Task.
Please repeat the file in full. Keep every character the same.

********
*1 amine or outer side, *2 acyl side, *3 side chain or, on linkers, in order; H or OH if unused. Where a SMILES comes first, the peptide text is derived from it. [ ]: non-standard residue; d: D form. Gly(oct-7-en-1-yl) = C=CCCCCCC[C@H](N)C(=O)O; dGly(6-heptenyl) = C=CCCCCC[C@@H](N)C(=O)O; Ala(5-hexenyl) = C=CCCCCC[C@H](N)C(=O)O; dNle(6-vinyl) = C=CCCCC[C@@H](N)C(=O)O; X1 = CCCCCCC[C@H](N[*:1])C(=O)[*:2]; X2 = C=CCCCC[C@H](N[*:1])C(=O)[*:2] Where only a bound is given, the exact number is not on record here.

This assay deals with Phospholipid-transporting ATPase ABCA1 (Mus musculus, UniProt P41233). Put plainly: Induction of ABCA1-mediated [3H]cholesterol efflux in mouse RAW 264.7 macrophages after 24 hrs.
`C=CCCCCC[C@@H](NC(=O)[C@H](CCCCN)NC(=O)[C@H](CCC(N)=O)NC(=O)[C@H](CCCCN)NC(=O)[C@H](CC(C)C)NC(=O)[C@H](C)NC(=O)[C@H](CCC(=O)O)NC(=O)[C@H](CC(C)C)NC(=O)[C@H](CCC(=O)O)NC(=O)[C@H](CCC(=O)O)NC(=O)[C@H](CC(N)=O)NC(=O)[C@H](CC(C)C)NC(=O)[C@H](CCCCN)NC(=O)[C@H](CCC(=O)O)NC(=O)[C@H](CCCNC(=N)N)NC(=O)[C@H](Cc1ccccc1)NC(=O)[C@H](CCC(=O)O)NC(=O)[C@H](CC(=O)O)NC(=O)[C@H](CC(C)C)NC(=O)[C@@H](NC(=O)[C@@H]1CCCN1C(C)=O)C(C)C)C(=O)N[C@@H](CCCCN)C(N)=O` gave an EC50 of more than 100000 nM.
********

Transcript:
*1 amine or outer side, *2 acyl side, *3 side chain or, on linkers, in order; H or OH if unused. Where a SMILES comes first, the peptide text is derived from it. [ ]: non-standard residue; d: D form. Gly(oct-7-en-1-yl) = C=CCCCCCC[C@H](N)C(=O)O; dGly(6-heptenyl) = C=CCCCCC[C@@H](N)C(=O)O; Ala(5-hexenyl) = C=CCCCCC[C@H](N)C(=O)O; dNle(6-vinyl) = C=CCCCC[C@@H](N)C(=O)O; X1 = CCCCCCC[C@H](N[*:1])C(=O)[*:2]; X2 = C=CCCCC[C@H](N[*:1])C(=O)[*:2] Where only a bound is given, the exact number is not on record here.

This assay deals with Phospholipid-transporting ATPase ABCA1 (Mus musculus, UniProt P41233). Put plainly: Induction of ABCA1-mediated [3H]cholesterol efflux in mouse RAW 264.7 macrophages after 24 hrs.
`C=CCCCCC[C@@H](NC(=O)[C@H](CCCCN)NC(=O)[C@H](CCC(N)=O)NC(=O)[C@H](CCCCN)NC(=O)[C@H](CC(C)C)NC(=O)[C@H](C)NC(=O)[C@H](CCC(=O)O)NC(=O)[C@H](CC(C)C)NC(=O)[C@H](CCC(=O)O)NC(=O)[C@H](CCC(=O)O)NC(=O)[C@H](CC(N)=O)NC(=O)[C@H](CC(C)C)NC(=O)[C@H](CCCCN)NC(=O)[C@H](CCC(=O)O)NC(=O)[C@H](CCCNC(=N)N)NC(=O)[C@H](Cc1ccccc1)NC(=O)[C@H](CCC(=O)O)NC(=O)[C@H](CC(=O)O)NC(=O)[C@H](CC(C)C)NC(=O)[C@@H](NC(=O)[C@@H]1CCCN1C(C)=O)C(C)C)C(=O)N[C@@H](CCCCN)C(N)=O` gave an EC50 of more than 100000 nM.